The Idaho Department of Health and Welfare is exploring a number of avenues, beyond mandatory prison terms, to rehabilitate people convicted of sexually abusing children.

It marks an apparent departure from the department's position during the 1988 Legislature, when it backed Gov. Cecil Andrus push for mandatory prison terms for all child sexual abuse convictions.Prosecutors opposed the legislation, which died in the Senate Judiciary and Rules Committee.

Now mandatory prison sentences apparently no longer are the department's first priority, and other options are being examined focusing on treatment for offenders.

"It's just that we find no simple answers for these cases," said Ed Van Dusen of Health and Welfare's Child Protection Division.

Health and Welfare still wants offenders to serve some time in county jails to reinforce the seriousness of their crimes, he said, but then to get time off for work or therapy unavailable in prison.

That puts the department in line with many prosecutors and child-protection advocates who want to maintain flexibility in sentencing and avoid warehousing of offenders.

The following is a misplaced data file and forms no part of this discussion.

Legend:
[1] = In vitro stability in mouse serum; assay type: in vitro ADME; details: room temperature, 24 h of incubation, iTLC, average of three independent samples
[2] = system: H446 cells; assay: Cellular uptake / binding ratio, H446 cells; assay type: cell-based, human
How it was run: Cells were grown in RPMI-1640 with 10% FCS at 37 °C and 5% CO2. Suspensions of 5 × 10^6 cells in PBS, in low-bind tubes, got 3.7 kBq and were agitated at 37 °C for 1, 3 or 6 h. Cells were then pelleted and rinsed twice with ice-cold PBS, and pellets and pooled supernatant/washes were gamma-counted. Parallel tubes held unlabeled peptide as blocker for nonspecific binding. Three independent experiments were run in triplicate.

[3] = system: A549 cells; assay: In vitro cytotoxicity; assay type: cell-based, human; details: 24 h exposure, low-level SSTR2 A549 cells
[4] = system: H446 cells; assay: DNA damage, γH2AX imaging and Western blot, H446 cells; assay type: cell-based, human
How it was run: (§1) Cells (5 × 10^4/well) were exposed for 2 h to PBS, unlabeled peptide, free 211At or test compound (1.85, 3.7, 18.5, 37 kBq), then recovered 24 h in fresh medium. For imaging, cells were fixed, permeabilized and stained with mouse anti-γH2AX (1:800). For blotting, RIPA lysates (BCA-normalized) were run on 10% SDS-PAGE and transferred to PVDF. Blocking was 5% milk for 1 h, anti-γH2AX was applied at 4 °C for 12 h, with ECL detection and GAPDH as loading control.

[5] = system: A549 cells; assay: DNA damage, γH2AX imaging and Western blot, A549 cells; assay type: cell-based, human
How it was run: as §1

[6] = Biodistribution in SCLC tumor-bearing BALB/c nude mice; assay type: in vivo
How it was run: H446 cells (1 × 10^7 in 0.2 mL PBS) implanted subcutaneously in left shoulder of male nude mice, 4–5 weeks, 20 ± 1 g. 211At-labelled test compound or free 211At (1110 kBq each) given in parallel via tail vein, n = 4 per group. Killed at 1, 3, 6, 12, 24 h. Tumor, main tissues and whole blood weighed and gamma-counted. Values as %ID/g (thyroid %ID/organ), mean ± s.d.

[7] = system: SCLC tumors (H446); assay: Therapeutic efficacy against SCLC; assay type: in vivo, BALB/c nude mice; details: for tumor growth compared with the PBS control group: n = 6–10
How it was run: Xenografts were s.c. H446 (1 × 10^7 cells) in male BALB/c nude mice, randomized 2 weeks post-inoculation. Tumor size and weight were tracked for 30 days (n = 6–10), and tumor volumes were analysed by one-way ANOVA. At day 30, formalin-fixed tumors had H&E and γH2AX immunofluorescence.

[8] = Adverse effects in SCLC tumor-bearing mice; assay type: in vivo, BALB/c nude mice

Van Dusen, victim's advocates and the Idaho Prosecuting Attorneys Association, which plans to meet in early August, each will submit formal suggestions for changing Idaho law to the interim legislative committee on child abuse chaired by Sen. Denton Darrington, R-Declo.

Another study group, the governor's Children at Risk Task Force, expects to offer Andrus its recommendations for changing state law by mid-September, said Chairman Ray Winterowd. He also is Van Dusen's boss, as administrator of Health and Welfare's Division of Family and Children's Services.

"What we are trying to do is come up with a complete set of recommendations," Winterowd said of the task force, which includes representatives from law enforcement, lawyers and children's advocates.

However, Winterowd said, "We have had a lot of input that something more stringent from what is happening should occur."